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Bowls In Focus : January 2011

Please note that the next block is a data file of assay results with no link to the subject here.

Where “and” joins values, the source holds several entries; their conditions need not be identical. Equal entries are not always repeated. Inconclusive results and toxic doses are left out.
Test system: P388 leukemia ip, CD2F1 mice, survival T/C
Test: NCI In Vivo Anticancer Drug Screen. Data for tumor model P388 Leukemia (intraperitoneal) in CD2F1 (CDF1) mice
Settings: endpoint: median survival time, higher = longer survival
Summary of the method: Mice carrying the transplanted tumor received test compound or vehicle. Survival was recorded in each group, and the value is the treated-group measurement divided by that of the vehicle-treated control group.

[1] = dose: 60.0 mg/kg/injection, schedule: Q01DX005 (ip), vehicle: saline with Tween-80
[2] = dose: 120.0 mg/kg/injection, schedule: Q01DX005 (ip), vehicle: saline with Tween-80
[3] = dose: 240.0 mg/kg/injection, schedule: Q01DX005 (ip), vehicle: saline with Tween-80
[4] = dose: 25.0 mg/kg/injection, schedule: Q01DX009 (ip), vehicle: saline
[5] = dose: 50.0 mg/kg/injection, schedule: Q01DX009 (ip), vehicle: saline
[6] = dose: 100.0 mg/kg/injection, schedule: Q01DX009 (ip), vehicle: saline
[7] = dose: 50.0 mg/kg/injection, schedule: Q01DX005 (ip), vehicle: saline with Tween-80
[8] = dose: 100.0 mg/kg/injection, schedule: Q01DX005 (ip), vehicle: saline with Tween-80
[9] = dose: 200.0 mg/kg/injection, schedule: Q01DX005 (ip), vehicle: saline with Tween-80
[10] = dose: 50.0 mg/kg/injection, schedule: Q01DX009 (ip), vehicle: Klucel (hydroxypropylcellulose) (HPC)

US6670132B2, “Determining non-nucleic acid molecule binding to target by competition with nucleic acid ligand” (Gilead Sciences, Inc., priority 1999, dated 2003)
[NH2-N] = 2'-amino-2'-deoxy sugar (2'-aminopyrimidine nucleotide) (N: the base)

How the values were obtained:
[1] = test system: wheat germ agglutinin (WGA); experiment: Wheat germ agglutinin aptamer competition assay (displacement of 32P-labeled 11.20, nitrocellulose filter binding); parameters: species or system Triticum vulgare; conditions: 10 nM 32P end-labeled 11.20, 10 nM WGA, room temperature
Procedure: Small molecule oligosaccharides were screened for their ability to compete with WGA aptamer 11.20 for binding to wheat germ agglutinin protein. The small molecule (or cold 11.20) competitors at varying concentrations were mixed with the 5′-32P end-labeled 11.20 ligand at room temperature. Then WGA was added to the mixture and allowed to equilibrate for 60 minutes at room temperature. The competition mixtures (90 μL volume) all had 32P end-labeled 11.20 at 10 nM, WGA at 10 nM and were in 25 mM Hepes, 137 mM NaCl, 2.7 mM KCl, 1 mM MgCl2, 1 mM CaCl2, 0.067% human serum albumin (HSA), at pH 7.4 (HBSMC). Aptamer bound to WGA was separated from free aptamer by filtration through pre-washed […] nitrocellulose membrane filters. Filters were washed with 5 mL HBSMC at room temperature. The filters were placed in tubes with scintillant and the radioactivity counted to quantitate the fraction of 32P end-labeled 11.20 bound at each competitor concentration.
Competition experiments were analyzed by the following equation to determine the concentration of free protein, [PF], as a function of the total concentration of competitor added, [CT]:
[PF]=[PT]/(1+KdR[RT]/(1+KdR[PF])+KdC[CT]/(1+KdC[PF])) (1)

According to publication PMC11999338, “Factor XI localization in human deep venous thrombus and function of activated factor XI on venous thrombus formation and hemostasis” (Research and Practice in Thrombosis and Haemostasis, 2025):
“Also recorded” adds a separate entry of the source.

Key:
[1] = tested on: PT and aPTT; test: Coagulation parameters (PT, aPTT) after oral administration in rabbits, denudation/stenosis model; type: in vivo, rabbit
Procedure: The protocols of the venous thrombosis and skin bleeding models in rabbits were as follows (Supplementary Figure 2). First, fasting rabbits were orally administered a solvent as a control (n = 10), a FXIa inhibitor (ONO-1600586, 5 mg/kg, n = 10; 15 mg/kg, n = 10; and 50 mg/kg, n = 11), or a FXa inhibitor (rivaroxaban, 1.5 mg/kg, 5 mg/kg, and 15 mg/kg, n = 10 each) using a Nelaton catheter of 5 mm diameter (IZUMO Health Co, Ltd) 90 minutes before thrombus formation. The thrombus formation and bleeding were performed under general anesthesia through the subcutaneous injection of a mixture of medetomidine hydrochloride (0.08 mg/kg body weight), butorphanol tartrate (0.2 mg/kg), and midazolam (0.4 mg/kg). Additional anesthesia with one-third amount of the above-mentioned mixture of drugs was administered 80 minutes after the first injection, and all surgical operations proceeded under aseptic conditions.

Bowls In Focus 17 ... the street parade, where the island’s population turned out to welcome the competing players, who were escorted by school children in ‘Bounty mutineer’ outfits; to the opening ceremony, which featured a troupe of descendants performing traditional island dances; and eventually the classic closing ceremony, where the brightly bunted and flag garlanded show green celebrated the medal winners and competing nations, it was perfect. In between, participants were showered with respect and affection during various social functions at the club, and receptions hosted at Governor’s Lodge and the island’s magnificent Government House, where the Honourable Owen Walsh wined and dined players and officials personally. National champions from twenty-four countries traveled to Norfolk Island to stake their claim for these world championship titles, and after nine days of sectional competition Sherriff topped his section by winning eight of his ten rounds. Likewise, Lindores only dropped two rounds to be equal top of her section, but finished one set in arrears of Norfolk Island’s former world champion Carmen Anderson, and was forced to come through the ‘semi final play-offs’. The tartan was certainly flying when Lindores faced former Scottish international teammate Lorraine Malloy to decide who should progress to the final four, and after a masterly display the adopted Australian joined Sherriff – who was guaranteed a berth by heading his section - in the semi finals. In the following morning men’s semis Sherriff de- feated South Africa’s Delhi gold medalist Wayne Perry in a nail-biting encounter. After winning the first set comfortably, the Halekulani whiz dropped the second and was forced into a tiebreaker. Then, with the sudden death three-ender sitting at one shot each, Perry held a match lie after Sherriff had sprayed his three previous bowls. But in a last-ditch effort a sizzling drive from the Australian ripped Perry’s closest bowl out of the head and the richly skilled 24-year-old was able to book his gold medal tilt against New Zealander Andrew Todd. In the corresponding semi final the Kiwi defeated Welsh champion Tom Han- cock comfortably and was considered a hot chance against the young Aussie. In the women’s semi final Lindores was at her vintage best, after trailing 2-4 with four ends played, against Philippines legend Rosita Bradborn. But from that point onwards the Clayton star kicked into gear and only allowed Bradborn one more scoring end, a single when she lead 9-0 after six ends of the second set. However, in the world final Lindores was defeated by New Zealand international Jan Khan after a thrilling clash in front of a capacity crowd at the picturesque Pacific island venue. Lindores claimed the first set 7-4 and lead the second 5-4 after five ends before Khan, who defeated favourite Carmen Anderson in the previous day’s semi final, took charge. The Kiwi reeled off four winning ends in succession to force the match into a tiebreaker. And it was the second end of the three-end sudden- death decider that would be the swansong for Lin- dores, after a weighted shot went wrong and allowed Khan to collect three shots. Needing a maximum count of four to stay alive, Lindores actually held three and a measure for four, before Khan drew fourth shot to claim the world crown. “Naturally I’m a little disappointed not to have got over the line,” an upbeat Lindores said after the final, “but I’m proud to have won a silver medal for my club, my state and my adopted country. “When the strong winds blew in Jan adapted better and played a brilliant second half. She’s been a top class player for many years. I sincerely congratulate her on her win. “I’ve had a lot of support here - there were Aussies everywhere and the atmosphere was fantastic. This championship has been a wonderful experience. “If someone had offered me a silver medal two weeks ago, when I first became aware of the calibre of competitors in the field I would have gladly accepted it.” In the afternoon men’s final Sherriff erased the memories of his recent past, having fallen perilously short in the final of the 2008 World Championships in Christchurch, the 25-year-old looked down and out midway through the clash with Todd, but dug deep to force a tie-breaker before clinching the encounter with a courageous drive. Speaking in the moments following his nerve- wracking win, Sherriff said it was still hard to believe he was now a world champion. “It’s all a little surreal at the moment,” he added, “Unbelievable. To have come so close in 2008 and to have actually won it this time is pretty incredible. “There was a bit of pressure coming across, but to be fair the best player today probably won silver, and it was the same in the women’s as well.” In its wisdom Bowls Australia revived the national champion of champions event last year, which re- opened the pathway for a club champion to take on the world’s best, as recent winners Riina Bradbrook from Adelaide and our own Grant Seeary from Chalambar will do in Hong Kong this coming November. If the Norfolk Island adventure is any indication, it will be the bowls experience of their lives. So here’s a tip, if you’ve ever dreamed of becoming a world champion, the first thing you need to do is to enter your club singles. The rest is up to you. - David Allen World Singles Champion of Champions at Norfolk Island Bowls Club Men: Section 1: Aron Sherriff (Halekulani, NSW) Rd.1: d M MacCallum (Swaziland) 16-4 21 -0; Rd.2: d T Bellaart (Netherlands) 12-6 11-7; Rd.3: lost to A Reid (Scotland) 7-9 6 -7; Rd.4: lost to W Perry (Sth Africa) 8-8 6-7; Rd.5: d G McGleave (Ire) 11-8 11-3; Rd.6: d R Sher (Israel) 6-10 13-5 2 -1; Rd.7: d S Naiseruvati (Fiji) 14-4 12 -6; Rd.8: d T Ford (Cyprus) 16-2 10-3; Rd.9: d B Foo (Singapore) 7-7 15-6; Rd.10: d V Greenhill (Canada) 15-4 11 -3. Final standings: Aust 16 points (+10 sets), Sco 16 (+9), SAF 14 (+10), Fij 14 (Sq), Ire 12 (+4), Sin 10 (-1), Isr 8 (+3), Ned 8 (-8), Swz 6 (-7), Cyp 4 (-6), Can 2 (-14). Section 2: Final standings: NZ 16 points (+6 sets), Wal 12 (+7), USA 12 (+2), Eng 10 (+5), Mal 10 (+1), Spa 6 (Sq), Phi 6 (-3), Bot 6 (-4), NFI 6 (-5), HK 6 (-9). Semi final play-offs: W Perry (Sth Africa) d S Nelson (USA) 7-5 10-4, T Hancock (Wales) d A Reid (Scotland) 9-8 6 -6 . Semi finals: A Sherriff (Aust) d W Perry (Sth Africa) 8-4 9-12 2 -1, A Todd (NZ) d T Hancock (Wales) 11-6 11-4. Final: A Sherriff (Aust) d A Todd (NZ) 2-11 8-7 3-2 . Women: Section 1: Joyce Lindores (Clayton, Vic) Rd.1: d E Steyn (Sth Africa) 9-3 7-5; Rd.2: lost to Z Kahlid (Malaysia) 9-8 6-7 1-2; Rd.3: d S Schaft (Netherlands) 11-3 11-6; Rd.4: d C Anderson (Norfolk Island) 4-9 9 -7 4-1; Rd.5: d D O’Connor (Fiji) 13-5 7-5; Rd.6: lost to P Ma (Hong Kong) 5-7 5-9; Rd.7: d J Croxall (England) 8-7 9-7; Rd.8: d M Vaile (Cook Islands) 8-6 9 -4; Rd.9: d L Mascarenhas (Botswana) 9-5 4 -10 4-1 . Final standings: NFI 14 points (+9 sets), Aust 14 (+8), Mal 12 (+7), SAF 10 (-1), Ned 10 (-4), Bot 8 (Sq), CKI 8 (-3), HK 8 (-3), Fij 6 (-7), Eng 0 (-6). Section 2: Final standings: Philippines 16 points (+3 sets), NZ 12 (+7), Sco 10 (+5), Wal 10 (+2), Isr 10 (Sq), Jer 8 (+6), Nam 8 (-2), Cyp 8 (-4), Can 6 (-3), Spa 2 (-14). Semi final play-offs: J Lindores (Aust) d L Malloy (Scotland) 5-6 11-4 4-1, J Khan (New Zealand) d Z Kahlid (Malaysia) 12-8 13-2. Semi finals: J Lindores (Aust) d R Bradborn (Philippines) 11-4 9-1, J Khan (NZ) d C Anderson (Norfolk Island) 12-4 5-10 3-0. Final: J Khan (NZ) d J Lindores (Aust) 4-7 12-5 4 -3 . • Left: Australian world championship medalists Aron Sherriff and Joyce Lindores. • Above: National champions from twenty-four countries came to Norfolk Island. • Right: A troupe of ‘Bounty’ descendants per- formed at the opening ceremony. • Below Right: Aussies Lindores and Sherriff lead the street march through Burnt Pine.